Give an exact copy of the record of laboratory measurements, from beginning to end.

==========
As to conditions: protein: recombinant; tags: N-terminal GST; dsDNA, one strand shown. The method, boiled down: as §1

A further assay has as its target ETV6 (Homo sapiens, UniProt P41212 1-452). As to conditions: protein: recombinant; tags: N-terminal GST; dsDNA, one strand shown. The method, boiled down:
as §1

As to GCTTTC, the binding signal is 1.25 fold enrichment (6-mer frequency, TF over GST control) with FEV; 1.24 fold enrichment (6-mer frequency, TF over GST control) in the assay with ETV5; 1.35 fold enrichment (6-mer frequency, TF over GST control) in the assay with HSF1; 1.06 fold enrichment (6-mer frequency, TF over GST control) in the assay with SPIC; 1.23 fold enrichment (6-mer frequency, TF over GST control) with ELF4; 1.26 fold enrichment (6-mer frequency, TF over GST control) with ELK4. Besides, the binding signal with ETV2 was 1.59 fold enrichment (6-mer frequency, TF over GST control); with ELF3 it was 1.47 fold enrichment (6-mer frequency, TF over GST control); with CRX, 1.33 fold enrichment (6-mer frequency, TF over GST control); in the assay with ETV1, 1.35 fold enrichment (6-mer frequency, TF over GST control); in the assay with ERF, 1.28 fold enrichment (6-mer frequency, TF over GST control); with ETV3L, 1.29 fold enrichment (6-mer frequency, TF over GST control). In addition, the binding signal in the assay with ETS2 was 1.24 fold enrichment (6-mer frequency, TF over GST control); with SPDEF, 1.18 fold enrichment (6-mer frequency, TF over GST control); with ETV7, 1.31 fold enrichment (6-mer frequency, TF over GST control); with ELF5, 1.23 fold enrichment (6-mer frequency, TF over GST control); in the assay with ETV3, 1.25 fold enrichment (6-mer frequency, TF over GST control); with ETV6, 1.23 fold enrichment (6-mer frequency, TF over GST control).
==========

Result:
As to conditions: protein: recombinant; tags: N-terminal GST; dsDNA, one strand shown. The method, boiled down: as §1

A further assay has as its target ETV6 (Homo sapiens, UniProt P41212 1-452). As to conditions: protein: recombinant; tags: N-terminal GST; dsDNA, one strand shown. The method, boiled down:
as §1

As to GCTTTC, the binding signal is 1.25 fold enrichment (6-mer frequency, TF over GST control) with FEV; 1.24 fold enrichment (6-mer frequency, TF over GST control) in the assay with ETV5; 1.35 fold enrichment (6-mer frequency, TF over GST control) in the assay with HSF1; 1.06 fold enrichment (6-mer frequency, TF over GST control) in the assay with SPIC; 1.23 fold enrichment (6-mer frequency, TF over GST control) with ELF4; 1.26 fold enrichment (6-mer frequency, TF over GST control) with ELK4. Besides, the binding signal with ETV2 was 1.59 fold enrichment (6-mer frequency, TF over GST control); with ELF3 it was 1.47 fold enrichment (6-mer frequency, TF over GST control); with CRX, 1.33 fold enrichment (6-mer frequency, TF over GST control); in the assay with ETV1, 1.35 fold enrichment (6-mer frequency, TF over GST control); in the assay with ERF, 1.28 fold enrichment (6-mer frequency, TF over GST control); with ETV3L, 1.29 fold enrichment (6-mer frequency, TF over GST control). In addition, the binding signal in the assay with ETS2 was 1.24 fold enrichment (6-mer frequency, TF over GST control); with SPDEF, 1.18 fold enrichment (6-mer frequency, TF over GST control); with ETV7, 1.31 fold enrichment (6-mer frequency, TF over GST control); with ELF5, 1.23 fold enrichment (6-mer frequency, TF over GST control); in the assay with ETV3, 1.25 fold enrichment (6-mer frequency, TF over GST control); with ETV6, 1.23 fold enrichment (6-mer frequency, TF over GST control).